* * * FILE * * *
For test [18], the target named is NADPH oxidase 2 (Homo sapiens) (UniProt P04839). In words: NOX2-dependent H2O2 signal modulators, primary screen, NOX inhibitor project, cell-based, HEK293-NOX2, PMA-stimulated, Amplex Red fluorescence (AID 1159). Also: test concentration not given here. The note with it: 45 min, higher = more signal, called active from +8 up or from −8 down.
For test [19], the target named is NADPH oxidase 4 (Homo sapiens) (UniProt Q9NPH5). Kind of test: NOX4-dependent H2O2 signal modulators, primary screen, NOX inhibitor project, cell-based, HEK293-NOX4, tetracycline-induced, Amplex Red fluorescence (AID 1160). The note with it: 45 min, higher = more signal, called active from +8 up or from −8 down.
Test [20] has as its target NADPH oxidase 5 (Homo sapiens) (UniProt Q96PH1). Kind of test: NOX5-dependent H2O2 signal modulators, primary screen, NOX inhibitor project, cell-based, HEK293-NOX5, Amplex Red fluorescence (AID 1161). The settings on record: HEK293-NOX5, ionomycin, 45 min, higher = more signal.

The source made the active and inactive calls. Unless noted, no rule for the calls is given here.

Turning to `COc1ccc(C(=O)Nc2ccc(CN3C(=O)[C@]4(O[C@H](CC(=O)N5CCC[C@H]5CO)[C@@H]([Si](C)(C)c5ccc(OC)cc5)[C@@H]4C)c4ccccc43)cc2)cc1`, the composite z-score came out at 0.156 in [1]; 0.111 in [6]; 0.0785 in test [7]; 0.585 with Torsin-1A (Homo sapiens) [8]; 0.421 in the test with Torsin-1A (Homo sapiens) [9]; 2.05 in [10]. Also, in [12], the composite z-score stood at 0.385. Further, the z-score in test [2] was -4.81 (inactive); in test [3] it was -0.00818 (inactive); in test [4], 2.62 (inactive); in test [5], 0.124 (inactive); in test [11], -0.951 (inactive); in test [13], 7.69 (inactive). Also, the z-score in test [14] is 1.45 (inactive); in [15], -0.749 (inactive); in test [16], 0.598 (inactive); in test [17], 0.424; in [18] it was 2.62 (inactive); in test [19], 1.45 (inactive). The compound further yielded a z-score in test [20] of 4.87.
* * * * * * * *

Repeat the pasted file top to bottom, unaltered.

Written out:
For test [18], the target named is NADPH oxidase 2 (Homo sapiens) (UniProt P04839). In words: NOX2-dependent H2O2 signal modulators, primary screen, NOX inhibitor project, cell-based, HEK293-NOX2, PMA-stimulated, Amplex Red fluorescence (AID 1159). Also: test concentration not given here. The note with it: 45 min, higher = more signal, called active from +8 up or from −8 down.
For test [19], the target named is NADPH oxidase 4 (Homo sapiens) (UniProt Q9NPH5). Kind of test: NOX4-dependent H2O2 signal modulators, primary screen, NOX inhibitor project, cell-based, HEK293-NOX4, tetracycline-induced, Amplex Red fluorescence (AID 1160). The note with it: 45 min, higher = more signal, called active from +8 up or from −8 down.
Test [20] has as its target NADPH oxidase 5 (Homo sapiens) (UniProt Q96PH1). Kind of test: NOX5-dependent H2O2 signal modulators, primary screen, NOX inhibitor project, cell-based, HEK293-NOX5, Amplex Red fluorescence (AID 1161). The settings on record: HEK293-NOX5, ionomycin, 45 min, higher = more signal.

The source made the active and inactive calls. Unless noted, no rule for the calls is given here.

Turning to `COc1ccc(C(=O)Nc2ccc(CN3C(=O)[C@]4(O[C@H](CC(=O)N5CCC[C@H]5CO)[C@@H]([Si](C)(C)c5ccc(OC)cc5)[C@@H]4C)c4ccccc43)cc2)cc1`, the composite z-score came out at 0.156 in [1]; 0.111 in [6]; 0.0785 in test [7]; 0.585 with Torsin-1A (Homo sapiens) [8]; 0.421 in the test with Torsin-1A (Homo sapiens) [9]; 2.05 in [10]. Also, in [12], the composite z-score stood at 0.385. Further, the z-score in test [2] was -4.81 (inactive); in test [3] it was -0.00818 (inactive); in test [4], 2.62 (inactive); in test [5], 0.124 (inactive); in test [11], -0.951 (inactive); in test [13], 7.69 (inactive). Also, the z-score in test [14] is 1.45 (inactive); in [15], -0.749 (inactive); in test [16], 0.598 (inactive); in test [17], 0.424; in [18] it was 2.62 (inactive); in test [19], 1.45 (inactive). The compound further yielded a z-score in test [20] of 4.87.